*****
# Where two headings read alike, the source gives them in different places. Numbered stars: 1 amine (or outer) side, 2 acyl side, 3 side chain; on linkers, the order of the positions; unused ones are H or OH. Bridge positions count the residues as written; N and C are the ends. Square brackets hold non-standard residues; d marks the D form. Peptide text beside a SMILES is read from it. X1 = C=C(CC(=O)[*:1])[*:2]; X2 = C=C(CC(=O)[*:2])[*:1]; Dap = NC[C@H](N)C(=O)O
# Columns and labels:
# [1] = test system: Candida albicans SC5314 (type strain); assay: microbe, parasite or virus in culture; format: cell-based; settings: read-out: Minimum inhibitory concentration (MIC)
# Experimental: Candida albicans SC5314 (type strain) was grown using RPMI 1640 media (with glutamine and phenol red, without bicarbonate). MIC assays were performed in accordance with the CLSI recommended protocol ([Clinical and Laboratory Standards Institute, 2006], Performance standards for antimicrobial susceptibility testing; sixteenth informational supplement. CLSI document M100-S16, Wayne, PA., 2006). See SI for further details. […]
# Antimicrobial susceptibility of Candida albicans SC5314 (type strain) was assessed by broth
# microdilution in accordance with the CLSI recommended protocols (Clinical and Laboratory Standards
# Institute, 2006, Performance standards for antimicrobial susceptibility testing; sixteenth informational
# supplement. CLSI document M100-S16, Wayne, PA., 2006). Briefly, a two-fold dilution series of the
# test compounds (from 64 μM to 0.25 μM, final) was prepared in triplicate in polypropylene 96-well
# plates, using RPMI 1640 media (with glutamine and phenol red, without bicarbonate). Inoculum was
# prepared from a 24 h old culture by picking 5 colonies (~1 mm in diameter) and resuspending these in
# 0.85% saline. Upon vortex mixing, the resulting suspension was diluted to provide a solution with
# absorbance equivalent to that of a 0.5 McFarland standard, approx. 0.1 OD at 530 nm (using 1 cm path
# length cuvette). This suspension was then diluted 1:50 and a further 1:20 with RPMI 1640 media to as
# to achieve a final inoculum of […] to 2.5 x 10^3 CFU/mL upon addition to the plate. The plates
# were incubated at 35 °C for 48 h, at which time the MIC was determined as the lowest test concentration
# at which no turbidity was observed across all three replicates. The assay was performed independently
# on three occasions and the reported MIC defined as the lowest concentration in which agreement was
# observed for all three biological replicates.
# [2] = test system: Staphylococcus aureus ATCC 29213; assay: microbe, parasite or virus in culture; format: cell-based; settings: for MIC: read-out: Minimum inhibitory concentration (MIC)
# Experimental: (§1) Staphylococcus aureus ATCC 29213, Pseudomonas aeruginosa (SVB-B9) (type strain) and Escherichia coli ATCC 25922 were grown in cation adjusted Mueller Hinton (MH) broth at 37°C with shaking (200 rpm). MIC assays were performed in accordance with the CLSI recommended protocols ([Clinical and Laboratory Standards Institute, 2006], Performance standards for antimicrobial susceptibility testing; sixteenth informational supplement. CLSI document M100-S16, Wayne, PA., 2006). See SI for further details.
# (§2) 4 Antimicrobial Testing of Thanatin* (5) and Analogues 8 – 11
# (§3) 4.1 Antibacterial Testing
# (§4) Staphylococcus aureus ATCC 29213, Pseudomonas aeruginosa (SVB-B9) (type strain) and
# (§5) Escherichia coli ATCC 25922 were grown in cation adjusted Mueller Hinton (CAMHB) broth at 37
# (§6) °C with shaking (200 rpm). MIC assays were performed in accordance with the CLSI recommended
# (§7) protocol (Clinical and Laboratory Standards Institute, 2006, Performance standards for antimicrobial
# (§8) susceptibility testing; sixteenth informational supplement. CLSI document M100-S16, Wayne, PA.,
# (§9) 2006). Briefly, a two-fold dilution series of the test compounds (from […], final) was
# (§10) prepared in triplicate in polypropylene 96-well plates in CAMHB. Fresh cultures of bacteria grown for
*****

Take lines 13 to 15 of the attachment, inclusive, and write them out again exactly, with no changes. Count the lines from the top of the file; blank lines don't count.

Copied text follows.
# absorbance equivalent to that of a 0.5 McFarland standard, approx. 0.1 OD at 530 nm (using 1 cm path
# length cuvette). This suspension was then diluted 1:50 and a further 1:20 with RPMI 1640 media to as
# to achieve a final inoculum of […] to 2.5 x 10^3 CFU/mL upon addition to the plate. The plates